I do alot of fishing in Mangla, will be goint there again on Friday or Sarurday.

Ive never caught/seen any mahseer there though althogh the dam was constructed at the junction of the Poonch and Jhelum rivers which used to be a famous mahseer spot during the British Raj.

The main species in the lake now are Singhara, Mulee(Wallago Attu), Rohu and Common Carp.

There are mahseer in the river above Mangla though, but not nearly as many as in the past.


Top
   
 Post subject:
PostPosted: Wed Apr 11, 2007 6:41 pm 
Offline
Fishaholic
User avatar

Joined: Sun Jul 09, 2006 3:17 pm
Posts: 776
They can put in as many as they like but if every fish that's caught is killed and eaten, they'll never establish and they'll certanly never grow big enough to become the tourist attraction dreamed of in the article.


Top
   
 Post subject:
PostPosted: Wed Apr 11, 2007 8:57 pm 
Offline
Fishaholic

Joined: Tue Dec 12, 2006 2:35 pm
Posts: 165
Location: Uttaranchal
That's dead right, KenL

v.


Top
   
 Post subject:
PostPosted: Wed Apr 11, 2007 10:32 pm 
Offline
Fishaholic

Joined: Mon Jul 24, 2006 10:39 am
Posts: 1601
Location: Mumbai / India
where the fluff has all the optimism gone ... u dont go to sleep at night thinking youre not going to get up the next morning ..Nostradamus is dead and gone mates .... we gotta make it happen .. thats why i like docs ... they are always optimistic .... way to go Asif .. im with you .. goood times gotta come ,,,, in fact just like fishing ... the monsters rouns the corner or the next cast :lol: :lol: :lol: :lol:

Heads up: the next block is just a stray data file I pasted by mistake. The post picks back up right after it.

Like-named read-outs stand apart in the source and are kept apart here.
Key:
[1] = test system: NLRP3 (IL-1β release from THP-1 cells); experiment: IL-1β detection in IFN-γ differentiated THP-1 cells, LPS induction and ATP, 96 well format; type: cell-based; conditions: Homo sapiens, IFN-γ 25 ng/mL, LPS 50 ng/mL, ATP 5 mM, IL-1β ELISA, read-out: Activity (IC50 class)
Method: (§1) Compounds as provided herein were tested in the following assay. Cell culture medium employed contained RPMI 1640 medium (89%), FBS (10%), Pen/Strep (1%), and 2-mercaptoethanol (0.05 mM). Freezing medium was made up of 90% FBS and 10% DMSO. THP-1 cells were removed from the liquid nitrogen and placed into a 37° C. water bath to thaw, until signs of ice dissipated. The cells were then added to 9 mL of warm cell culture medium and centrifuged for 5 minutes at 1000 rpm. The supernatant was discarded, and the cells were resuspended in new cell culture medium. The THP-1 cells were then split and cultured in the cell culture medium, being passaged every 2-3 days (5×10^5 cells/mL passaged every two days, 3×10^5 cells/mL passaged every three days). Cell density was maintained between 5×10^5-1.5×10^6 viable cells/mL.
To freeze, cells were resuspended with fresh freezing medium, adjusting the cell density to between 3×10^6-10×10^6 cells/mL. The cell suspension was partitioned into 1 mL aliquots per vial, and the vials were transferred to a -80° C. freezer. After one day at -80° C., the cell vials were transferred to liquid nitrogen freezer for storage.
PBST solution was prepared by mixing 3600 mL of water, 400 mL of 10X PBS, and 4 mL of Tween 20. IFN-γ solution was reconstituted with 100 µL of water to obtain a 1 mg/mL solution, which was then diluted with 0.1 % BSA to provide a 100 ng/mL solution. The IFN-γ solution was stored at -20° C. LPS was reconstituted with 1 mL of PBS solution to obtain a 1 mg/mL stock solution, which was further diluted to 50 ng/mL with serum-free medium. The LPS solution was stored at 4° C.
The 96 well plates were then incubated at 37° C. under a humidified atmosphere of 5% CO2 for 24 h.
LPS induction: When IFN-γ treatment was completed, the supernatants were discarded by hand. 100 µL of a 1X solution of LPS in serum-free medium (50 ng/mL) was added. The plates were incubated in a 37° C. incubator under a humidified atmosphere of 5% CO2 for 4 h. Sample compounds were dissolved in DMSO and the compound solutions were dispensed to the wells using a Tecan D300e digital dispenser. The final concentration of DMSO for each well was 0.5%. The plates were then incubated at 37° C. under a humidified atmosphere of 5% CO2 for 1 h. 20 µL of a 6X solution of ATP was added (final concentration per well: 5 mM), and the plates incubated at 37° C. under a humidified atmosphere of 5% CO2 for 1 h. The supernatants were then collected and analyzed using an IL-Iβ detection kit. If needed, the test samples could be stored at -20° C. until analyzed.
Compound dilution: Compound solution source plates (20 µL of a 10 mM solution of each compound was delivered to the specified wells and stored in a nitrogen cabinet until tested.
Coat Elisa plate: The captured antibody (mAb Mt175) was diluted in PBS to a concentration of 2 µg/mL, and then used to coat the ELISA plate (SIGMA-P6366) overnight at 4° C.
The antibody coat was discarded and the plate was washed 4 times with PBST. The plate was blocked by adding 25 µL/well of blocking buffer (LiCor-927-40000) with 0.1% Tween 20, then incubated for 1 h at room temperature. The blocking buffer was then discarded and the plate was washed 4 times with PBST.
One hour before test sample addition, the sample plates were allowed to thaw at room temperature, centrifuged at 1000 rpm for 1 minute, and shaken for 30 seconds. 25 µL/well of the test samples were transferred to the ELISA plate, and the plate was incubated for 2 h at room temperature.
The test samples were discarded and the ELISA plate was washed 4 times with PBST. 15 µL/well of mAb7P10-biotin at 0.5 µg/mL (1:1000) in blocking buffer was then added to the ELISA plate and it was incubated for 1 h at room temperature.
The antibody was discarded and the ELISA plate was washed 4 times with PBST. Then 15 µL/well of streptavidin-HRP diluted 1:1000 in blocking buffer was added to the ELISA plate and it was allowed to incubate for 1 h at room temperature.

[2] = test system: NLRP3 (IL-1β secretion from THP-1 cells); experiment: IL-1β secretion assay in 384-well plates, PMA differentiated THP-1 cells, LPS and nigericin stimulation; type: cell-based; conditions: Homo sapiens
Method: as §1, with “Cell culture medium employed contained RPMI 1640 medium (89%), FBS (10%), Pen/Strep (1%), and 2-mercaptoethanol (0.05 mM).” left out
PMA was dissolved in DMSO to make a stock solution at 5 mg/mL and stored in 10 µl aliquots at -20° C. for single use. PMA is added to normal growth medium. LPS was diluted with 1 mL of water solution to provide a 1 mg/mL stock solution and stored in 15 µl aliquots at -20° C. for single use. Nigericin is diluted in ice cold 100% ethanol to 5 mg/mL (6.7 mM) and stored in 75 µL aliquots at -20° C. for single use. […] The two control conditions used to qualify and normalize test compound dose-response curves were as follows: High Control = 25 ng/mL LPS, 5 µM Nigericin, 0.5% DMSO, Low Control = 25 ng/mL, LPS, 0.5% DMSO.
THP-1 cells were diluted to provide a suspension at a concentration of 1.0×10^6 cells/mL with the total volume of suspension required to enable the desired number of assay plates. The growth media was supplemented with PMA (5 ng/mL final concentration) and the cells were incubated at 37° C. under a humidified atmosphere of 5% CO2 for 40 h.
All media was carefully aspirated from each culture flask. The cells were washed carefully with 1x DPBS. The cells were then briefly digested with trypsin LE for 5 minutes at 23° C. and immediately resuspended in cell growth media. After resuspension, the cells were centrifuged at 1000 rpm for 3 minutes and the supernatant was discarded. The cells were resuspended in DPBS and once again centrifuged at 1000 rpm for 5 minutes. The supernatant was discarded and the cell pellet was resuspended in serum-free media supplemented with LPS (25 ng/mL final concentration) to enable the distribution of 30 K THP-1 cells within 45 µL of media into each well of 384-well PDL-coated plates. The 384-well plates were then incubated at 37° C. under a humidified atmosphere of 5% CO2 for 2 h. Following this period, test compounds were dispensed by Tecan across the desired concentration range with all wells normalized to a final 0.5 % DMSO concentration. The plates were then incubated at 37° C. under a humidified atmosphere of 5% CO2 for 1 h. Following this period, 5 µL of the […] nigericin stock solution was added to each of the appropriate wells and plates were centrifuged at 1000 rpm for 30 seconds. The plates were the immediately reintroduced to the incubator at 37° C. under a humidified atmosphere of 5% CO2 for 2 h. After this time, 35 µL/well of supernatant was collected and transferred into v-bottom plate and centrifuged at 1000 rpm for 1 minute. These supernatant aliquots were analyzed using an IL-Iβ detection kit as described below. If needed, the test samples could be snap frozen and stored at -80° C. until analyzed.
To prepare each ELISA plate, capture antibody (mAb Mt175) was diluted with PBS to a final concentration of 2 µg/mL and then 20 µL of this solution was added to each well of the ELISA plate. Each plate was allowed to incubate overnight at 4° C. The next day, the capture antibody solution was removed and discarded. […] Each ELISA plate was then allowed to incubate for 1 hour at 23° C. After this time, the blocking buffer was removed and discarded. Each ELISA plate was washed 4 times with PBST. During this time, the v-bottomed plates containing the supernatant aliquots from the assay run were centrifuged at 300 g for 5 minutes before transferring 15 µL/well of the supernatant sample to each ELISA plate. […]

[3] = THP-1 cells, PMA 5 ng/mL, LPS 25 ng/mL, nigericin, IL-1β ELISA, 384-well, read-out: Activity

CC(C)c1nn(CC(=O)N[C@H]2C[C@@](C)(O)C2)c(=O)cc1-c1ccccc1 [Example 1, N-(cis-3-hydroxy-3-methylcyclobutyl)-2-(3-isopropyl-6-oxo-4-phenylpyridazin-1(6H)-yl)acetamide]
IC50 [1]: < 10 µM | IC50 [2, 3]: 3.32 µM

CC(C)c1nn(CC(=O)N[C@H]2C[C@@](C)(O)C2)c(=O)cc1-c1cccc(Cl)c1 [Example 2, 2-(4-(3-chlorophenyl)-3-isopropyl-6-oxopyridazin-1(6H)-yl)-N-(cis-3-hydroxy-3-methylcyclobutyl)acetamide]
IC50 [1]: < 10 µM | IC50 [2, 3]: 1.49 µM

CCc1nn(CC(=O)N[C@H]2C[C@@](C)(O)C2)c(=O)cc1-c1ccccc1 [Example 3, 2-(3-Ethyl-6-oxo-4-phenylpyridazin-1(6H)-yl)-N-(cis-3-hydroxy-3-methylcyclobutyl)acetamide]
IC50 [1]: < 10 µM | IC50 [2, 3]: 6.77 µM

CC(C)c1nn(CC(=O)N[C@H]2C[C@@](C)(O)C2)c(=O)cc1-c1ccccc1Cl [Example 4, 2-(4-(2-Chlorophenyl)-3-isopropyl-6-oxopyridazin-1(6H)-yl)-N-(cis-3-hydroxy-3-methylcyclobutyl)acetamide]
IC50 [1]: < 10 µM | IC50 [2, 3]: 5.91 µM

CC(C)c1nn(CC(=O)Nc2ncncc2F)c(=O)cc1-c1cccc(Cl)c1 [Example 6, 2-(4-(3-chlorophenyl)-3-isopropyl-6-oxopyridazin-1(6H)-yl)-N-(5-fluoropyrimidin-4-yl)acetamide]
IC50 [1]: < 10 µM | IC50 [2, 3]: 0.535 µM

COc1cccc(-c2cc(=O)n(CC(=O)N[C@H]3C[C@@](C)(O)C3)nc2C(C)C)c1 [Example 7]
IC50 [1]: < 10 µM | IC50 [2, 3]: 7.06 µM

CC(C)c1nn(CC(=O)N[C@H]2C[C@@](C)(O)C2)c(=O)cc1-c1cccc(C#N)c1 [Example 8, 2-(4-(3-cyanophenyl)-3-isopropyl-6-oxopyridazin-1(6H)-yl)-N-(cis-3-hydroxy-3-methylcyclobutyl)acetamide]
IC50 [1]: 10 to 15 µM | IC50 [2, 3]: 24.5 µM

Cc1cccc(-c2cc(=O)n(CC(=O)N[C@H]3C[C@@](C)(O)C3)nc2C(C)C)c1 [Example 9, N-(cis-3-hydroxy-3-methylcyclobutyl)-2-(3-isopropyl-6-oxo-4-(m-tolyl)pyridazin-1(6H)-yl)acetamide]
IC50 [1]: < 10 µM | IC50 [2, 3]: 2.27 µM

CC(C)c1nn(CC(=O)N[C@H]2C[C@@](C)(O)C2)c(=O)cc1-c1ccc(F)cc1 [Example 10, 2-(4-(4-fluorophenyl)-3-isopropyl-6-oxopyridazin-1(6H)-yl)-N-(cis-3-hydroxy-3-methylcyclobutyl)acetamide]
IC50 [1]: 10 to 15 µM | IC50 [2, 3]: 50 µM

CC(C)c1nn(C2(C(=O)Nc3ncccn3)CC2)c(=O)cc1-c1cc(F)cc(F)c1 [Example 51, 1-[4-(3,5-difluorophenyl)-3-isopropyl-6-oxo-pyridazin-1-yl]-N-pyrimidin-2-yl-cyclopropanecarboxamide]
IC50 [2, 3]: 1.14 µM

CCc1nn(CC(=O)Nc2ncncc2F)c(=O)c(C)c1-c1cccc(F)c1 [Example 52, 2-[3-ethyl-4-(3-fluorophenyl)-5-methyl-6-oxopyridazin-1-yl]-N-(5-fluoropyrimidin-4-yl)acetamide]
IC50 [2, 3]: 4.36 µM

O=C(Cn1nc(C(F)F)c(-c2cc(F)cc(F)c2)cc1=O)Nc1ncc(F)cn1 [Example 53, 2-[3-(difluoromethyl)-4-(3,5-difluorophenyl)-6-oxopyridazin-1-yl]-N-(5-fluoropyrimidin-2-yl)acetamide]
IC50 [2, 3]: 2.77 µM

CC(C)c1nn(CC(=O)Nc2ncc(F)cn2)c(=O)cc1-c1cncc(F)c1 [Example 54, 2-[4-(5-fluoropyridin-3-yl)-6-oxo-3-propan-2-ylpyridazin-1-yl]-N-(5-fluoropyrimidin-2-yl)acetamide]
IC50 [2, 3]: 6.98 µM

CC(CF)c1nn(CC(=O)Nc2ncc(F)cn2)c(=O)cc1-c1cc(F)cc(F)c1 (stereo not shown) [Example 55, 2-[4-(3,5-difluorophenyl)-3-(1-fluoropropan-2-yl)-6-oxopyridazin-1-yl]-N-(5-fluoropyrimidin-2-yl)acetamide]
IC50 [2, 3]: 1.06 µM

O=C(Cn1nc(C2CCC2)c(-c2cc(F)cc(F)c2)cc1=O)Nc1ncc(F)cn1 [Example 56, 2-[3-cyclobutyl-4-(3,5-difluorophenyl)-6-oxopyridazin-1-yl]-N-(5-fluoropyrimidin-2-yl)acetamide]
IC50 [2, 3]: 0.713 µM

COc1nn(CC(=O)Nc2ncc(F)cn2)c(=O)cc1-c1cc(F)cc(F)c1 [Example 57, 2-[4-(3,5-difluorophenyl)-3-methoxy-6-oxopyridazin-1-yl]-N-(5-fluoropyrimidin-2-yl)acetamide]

Top
   
 Post subject:
PostPosted: Thu Apr 12, 2007 6:14 pm 
Offline
Fishaholic
User avatar

Joined: Sun Jul 09, 2006 3:17 pm
Posts: 776
It's not a lack of optimism, it's just pointing out that they're putting the cart before the horse (or oxen) because they should be putting the protection and rangers in place first and when the dinamite and the netting stops, they can think about putting fish in.


Top
   
Display posts from previous:  Sort by  
Post new topic  Reply to topic  [ 8 posts ] 

All times are UTC+05:30


Who is online

Users browsing this forum: No registered users and 1 guest


You cannot post new topics in this forum
You cannot reply to topics in this forum
You cannot edit your posts in this forum
You cannot delete your posts in this forum
You cannot post attachments in this forum

Jump to:  
Powered by phpBB® Forum Software © phpBB Limited